Write Drunk, Edit Sober
After I got an agent, someone suggested I join the RWA and chapters that pertained to my writing. All right. Not exactly a cheap endeavour, but what the hell. I joined RWA, quickly became PRO, and jumped on board my local chapter, the Contemporary group, and most recently KOD. For the longest time, I honestly didn’t understand the benefit other than having the prestige of slapping it on my bio. I joined the online loops, checked the forum, etc, but didn’t see much that would help me out. Not that the workshops aren’t awesome, but they all cost, whether you’re part of the chapter or not. The fees just change. I am the epitome of starving artist. Full time student, husband working and going to school, robbing Peter to pay Paul when it comes to bills, etc. So paying $20 here and $30 there adds up quick. So, for me, it was really hard to become apart of anything just because of circumstance.
Finally, having a little extra money, a little extra time, and the motivation of finally meeting Rhonda Helms in the flesh, I went to my local chapter meeting.
Then I understood.
From the moment I walked in these wonderful people reached out, introduced themelves, asked about me, made me feel like I belonged there. I have never felt so welcomed into a group of people. Business cards were exchanged, invites to critique groups, digital ARC’s offered. The people are simply amazing. The forums and workshops are great, don’t get me wrong, but I didn’t really feel connected until I went to a meeting. It’s finding the companionship, the warmth of a group, and knowing that you’re not struggling in this crazy industry alone.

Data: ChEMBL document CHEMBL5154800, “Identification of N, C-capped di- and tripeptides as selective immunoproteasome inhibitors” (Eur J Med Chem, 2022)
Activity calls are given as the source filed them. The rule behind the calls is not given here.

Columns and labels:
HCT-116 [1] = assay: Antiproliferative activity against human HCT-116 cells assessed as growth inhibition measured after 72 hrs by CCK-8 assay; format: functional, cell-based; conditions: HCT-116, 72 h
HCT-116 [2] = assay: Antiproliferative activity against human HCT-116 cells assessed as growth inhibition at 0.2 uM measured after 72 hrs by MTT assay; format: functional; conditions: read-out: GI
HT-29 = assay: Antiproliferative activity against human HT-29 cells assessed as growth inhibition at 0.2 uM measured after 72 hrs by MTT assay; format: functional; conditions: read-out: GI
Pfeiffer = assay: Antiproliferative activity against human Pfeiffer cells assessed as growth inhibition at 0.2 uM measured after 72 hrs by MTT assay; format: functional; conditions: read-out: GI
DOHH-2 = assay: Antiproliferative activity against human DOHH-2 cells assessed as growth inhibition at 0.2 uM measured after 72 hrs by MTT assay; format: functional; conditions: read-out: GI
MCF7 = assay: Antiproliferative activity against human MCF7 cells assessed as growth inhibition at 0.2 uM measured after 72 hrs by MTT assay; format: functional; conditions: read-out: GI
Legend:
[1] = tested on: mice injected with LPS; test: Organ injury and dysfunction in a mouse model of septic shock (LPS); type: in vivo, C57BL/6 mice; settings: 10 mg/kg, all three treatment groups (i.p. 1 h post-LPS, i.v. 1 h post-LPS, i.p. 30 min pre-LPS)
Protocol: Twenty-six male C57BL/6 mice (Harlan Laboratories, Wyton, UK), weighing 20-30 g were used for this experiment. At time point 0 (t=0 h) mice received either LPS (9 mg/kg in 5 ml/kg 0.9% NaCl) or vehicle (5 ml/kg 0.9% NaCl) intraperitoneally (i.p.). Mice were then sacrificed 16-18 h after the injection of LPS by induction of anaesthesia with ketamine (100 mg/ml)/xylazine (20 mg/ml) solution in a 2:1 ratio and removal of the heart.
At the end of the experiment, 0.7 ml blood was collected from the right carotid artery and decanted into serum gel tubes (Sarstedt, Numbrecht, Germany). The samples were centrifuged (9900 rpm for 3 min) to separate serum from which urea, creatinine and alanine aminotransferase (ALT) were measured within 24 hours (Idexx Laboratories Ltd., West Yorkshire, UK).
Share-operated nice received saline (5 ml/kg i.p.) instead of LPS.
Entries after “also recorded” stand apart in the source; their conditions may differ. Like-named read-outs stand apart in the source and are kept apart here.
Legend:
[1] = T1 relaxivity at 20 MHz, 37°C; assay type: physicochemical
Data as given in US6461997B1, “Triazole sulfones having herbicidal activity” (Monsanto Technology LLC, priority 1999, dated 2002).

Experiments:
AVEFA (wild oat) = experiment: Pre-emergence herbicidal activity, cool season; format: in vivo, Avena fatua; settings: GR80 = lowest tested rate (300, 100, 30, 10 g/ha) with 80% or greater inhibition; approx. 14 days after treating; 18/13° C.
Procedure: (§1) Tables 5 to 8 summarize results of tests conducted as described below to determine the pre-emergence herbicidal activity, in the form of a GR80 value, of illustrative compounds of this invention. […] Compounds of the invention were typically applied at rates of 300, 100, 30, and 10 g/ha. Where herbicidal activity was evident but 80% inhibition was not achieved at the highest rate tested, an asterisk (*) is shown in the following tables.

Sure, we have our online communities, our blogs, our CP’s that we email, IM, and Skype when we’re stressed, but there’s still something about having that face to face meeting with someone. Something about knowing if I’m stuck, or out of luck on a place to write, I can call up someone and be like, “Dude, I need to come over!”
Seriously, after the meeting, I wound up staying in the area because it was moot to go home and come back to pick up my husband–who works right across the street–so I went to his job, and chilled in the pantry to write. Why not? No one around, wifi available, and it was comfortable. I posted on Twitter and one of the girls from the meeting saw it, and offered for me to come to her place. The hubs was getting off fifteen minutes later, so it was a bit moot, but the offer was very generous.
I truly did not understand the ultimate benefit of writing organizations until I went to a meeting for my local chapter. It can be a little intimidating, especially if you don’t know anyone, but if your local chapter is anything like mine, then without a doubt it won’t take long for you to feel comfortable and get to know everyone. I know sometimes it can be hard to pry ourselves away from the computer because we want to get those words down, but meeting speakers who have great information on the industry, networking with local authors, and just realizing that–as much as it sometimes feels like we’re alone–we’re really not.
That alone is worth the cost.